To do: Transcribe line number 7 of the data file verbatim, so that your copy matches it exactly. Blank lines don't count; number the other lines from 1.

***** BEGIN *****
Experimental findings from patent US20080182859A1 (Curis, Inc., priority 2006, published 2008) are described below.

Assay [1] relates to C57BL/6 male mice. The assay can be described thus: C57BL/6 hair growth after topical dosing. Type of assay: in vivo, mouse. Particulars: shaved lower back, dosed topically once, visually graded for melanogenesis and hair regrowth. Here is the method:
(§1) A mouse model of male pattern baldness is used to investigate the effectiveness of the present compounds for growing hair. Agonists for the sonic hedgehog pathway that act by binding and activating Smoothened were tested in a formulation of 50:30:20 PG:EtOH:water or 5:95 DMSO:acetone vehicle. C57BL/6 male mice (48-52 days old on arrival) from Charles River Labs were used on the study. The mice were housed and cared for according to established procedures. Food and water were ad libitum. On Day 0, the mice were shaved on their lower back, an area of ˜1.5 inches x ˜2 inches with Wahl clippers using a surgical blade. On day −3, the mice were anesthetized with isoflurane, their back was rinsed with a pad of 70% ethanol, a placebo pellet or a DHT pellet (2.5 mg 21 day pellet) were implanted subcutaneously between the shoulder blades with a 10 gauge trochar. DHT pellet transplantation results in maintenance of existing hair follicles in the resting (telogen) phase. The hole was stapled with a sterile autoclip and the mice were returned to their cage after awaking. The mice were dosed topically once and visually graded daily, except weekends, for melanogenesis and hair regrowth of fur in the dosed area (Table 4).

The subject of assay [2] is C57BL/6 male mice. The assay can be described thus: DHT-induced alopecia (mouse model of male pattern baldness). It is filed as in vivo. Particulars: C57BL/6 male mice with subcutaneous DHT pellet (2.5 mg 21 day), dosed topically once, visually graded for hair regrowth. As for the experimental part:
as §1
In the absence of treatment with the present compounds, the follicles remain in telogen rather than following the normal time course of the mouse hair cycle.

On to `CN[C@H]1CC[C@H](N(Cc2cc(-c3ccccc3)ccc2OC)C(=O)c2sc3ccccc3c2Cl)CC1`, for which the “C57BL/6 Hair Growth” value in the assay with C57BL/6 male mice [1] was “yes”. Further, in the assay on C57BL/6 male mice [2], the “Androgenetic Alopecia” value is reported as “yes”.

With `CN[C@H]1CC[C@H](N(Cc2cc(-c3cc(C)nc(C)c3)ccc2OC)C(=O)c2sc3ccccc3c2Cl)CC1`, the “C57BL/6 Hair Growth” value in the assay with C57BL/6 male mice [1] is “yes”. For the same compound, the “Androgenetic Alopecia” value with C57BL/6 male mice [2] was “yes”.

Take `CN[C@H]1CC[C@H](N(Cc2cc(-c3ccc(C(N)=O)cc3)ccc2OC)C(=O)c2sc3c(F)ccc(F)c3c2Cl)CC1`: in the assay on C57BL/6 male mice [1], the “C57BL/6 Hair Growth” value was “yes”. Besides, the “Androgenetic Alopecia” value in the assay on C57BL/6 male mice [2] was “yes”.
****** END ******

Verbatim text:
On to `CN[C@H]1CC[C@H](N(Cc2cc(-c3ccccc3)ccc2OC)C(=O)c2sc3ccccc3c2Cl)CC1`, for which the “C57BL/6 Hair Growth” value in the assay with C57BL/6 male mice [1] was “yes”. Further, in the assay on C57BL/6 male mice [2], the “Androgenetic Alopecia” value is reported as “yes”.